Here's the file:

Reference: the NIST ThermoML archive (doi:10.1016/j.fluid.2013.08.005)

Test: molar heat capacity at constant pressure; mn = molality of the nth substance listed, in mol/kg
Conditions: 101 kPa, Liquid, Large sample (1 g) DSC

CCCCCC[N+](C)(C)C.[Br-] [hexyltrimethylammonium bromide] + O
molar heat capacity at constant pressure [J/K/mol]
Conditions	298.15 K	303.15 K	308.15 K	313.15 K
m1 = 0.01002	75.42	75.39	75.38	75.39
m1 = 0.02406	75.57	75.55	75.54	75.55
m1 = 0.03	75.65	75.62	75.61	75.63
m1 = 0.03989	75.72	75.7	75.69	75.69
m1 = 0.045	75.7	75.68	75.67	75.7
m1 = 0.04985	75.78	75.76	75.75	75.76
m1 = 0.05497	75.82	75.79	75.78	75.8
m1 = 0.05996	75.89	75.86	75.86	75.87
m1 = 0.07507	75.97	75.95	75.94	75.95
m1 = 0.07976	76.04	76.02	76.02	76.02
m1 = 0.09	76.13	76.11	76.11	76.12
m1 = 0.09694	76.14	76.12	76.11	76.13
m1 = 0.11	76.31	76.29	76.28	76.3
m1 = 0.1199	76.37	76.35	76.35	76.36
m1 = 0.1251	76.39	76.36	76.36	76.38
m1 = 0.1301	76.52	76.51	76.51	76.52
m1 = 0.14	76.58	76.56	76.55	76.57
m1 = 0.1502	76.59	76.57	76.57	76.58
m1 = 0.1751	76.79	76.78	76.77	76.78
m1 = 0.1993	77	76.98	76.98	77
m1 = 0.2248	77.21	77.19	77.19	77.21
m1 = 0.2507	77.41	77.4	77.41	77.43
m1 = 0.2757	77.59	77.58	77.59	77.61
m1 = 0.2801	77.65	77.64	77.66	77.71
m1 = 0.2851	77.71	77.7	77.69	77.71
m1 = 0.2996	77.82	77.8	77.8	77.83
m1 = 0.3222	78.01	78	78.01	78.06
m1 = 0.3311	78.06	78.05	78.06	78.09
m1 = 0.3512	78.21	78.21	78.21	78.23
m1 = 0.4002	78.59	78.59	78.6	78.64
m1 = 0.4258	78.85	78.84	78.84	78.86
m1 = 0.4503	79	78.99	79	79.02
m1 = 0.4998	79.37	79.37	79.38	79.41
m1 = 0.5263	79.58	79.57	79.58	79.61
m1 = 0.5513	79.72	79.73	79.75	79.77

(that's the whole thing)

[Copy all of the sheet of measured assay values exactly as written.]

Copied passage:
Reference: the NIST ThermoML archive (doi:10.1016/j.fluid.2013.08.005)

Test: molar heat capacity at constant pressure; mn = molality of the nth substance listed, in mol/kg
Conditions: 101 kPa, Liquid, Large sample (1 g) DSC

CCCCCC[N+](C)(C)C.[Br-] [hexyltrimethylammonium bromide] + O
molar heat capacity at constant pressure [J/K/mol]
Conditions	298.15 K	303.15 K	308.15 K	313.15 K
m1 = 0.01002	75.42	75.39	75.38	75.39
m1 = 0.02406	75.57	75.55	75.54	75.55
m1 = 0.03	75.65	75.62	75.61	75.63
m1 = 0.03989	75.72	75.7	75.69	75.69
m1 = 0.045	75.7	75.68	75.67	75.7
m1 = 0.04985	75.78	75.76	75.75	75.76
m1 = 0.05497	75.82	75.79	75.78	75.8
m1 = 0.05996	75.89	75.86	75.86	75.87
m1 = 0.07507	75.97	75.95	75.94	75.95
m1 = 0.07976	76.04	76.02	76.02	76.02
m1 = 0.09	76.13	76.11	76.11	76.12
m1 = 0.09694	76.14	76.12	76.11	76.13
m1 = 0.11	76.31	76.29	76.28	76.3
m1 = 0.1199	76.37	76.35	76.35	76.36
m1 = 0.1251	76.39	76.36	76.36	76.38
m1 = 0.1301	76.52	76.51	76.51	76.52
m1 = 0.14	76.58	76.56	76.55	76.57
m1 = 0.1502	76.59	76.57	76.57	76.58
m1 = 0.1751	76.79	76.78	76.77	76.78
m1 = 0.1993	77	76.98	76.98	77
m1 = 0.2248	77.21	77.19	77.19	77.21
m1 = 0.2507	77.41	77.4	77.41	77.43
m1 = 0.2757	77.59	77.58	77.59	77.61
m1 = 0.2801	77.65	77.64	77.66	77.71
m1 = 0.2851	77.71	77.7	77.69	77.71
m1 = 0.2996	77.82	77.8	77.8	77.83
m1 = 0.3222	78.01	78	78.01	78.06
m1 = 0.3311	78.06	78.05	78.06	78.09
m1 = 0.3512	78.21	78.21	78.21	78.23
m1 = 0.4002	78.59	78.59	78.6	78.64
m1 = 0.4258	78.85	78.84	78.84	78.86
m1 = 0.4503	79	78.99	79	79.02
m1 = 0.4998	79.37	79.37	79.38	79.41
m1 = 0.5263	79.58	79.57	79.58	79.61
m1 = 0.5513	79.72	79.73	79.75	79.77